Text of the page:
Open-sided arenas can be constructed either as traditional buildings, prefabricated buildings, or even fabric-roofed buildings. They are ideal for areas where the weather is generally pleasant, such as the maritime climates, where an arena needs to shield from gentle rain more than unpleasant heat or cold.
Open-sided arenas can also provide a shaded place to ride in hot, dry climates or even hot, humid climates, where air conditioning an arena is prohibitively expensive. By leaving the sides partially or entirely open, it is possible to vastly simplify the building comfort systems. For example, this type of arena would not be assumed to be heated or cooled or forcibly ventilated, although it may be desirable to add ceiling fans to assist in moving air.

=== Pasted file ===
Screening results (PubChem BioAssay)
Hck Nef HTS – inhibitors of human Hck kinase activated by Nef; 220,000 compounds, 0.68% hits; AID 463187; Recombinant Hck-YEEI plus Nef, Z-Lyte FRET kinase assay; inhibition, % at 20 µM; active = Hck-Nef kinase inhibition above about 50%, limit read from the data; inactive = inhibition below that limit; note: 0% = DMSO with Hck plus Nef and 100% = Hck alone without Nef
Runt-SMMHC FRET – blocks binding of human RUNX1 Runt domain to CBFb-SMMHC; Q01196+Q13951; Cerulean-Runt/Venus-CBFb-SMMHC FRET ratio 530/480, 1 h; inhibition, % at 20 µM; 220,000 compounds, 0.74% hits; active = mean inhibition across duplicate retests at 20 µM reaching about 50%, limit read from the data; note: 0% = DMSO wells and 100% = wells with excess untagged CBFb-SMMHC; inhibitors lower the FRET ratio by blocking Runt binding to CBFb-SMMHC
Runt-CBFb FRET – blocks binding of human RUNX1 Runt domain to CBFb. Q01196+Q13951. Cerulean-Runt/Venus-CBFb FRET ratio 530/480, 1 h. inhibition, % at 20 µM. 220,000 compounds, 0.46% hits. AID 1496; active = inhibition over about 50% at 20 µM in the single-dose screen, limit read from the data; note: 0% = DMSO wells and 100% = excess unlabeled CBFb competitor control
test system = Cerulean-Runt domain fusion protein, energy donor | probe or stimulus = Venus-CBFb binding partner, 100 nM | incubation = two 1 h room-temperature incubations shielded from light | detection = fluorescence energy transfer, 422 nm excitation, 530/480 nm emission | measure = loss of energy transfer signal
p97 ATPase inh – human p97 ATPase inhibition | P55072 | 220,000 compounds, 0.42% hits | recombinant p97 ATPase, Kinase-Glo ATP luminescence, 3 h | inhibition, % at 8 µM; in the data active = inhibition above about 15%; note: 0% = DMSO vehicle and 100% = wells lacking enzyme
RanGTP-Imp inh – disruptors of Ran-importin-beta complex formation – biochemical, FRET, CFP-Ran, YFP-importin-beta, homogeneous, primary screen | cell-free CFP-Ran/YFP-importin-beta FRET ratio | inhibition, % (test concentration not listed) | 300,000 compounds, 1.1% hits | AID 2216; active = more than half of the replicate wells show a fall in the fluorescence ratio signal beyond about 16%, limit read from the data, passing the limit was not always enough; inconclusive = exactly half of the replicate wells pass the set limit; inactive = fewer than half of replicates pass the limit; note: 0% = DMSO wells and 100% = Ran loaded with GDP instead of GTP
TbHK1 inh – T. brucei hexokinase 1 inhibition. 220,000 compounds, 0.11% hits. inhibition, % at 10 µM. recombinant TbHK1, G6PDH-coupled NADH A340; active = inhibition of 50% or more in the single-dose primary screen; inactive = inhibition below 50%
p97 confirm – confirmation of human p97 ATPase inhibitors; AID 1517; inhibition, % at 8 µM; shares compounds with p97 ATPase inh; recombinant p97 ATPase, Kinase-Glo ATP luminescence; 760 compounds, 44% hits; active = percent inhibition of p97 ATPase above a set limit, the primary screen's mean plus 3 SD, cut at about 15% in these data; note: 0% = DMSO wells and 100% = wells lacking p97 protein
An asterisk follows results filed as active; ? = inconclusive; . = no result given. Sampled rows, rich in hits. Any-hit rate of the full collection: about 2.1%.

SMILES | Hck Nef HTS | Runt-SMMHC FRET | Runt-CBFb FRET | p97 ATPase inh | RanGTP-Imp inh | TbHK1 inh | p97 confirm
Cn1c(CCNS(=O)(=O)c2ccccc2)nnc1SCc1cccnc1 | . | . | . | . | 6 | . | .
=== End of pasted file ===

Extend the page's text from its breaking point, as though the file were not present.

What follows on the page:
Another advantage of an open-sided arena is that it can allow for a more natural riding experience. Some horses may work better in spaces that feel less dark and cavernous. An open-sided arena can also be ideal for locations where there is a beautiful view.
The natural riding experience can also have downsides, as there are some days and times of year where it may be less comfortable to be outside, and an arena with outside views may create distractions for the rider and horse.
An open-sided arena is not always the least expensive building to construct. It may need to have some custom engineering to allow for the structural openings that are created by the open side. So they may cost almost as much as their fully-enclosed counterparts, at least for the building skin. You may save money though in ventilation and climate control.
Editor’s note: You can find the other articles in this series by searching Articles>Barns & Grounds in our top dropdown menu.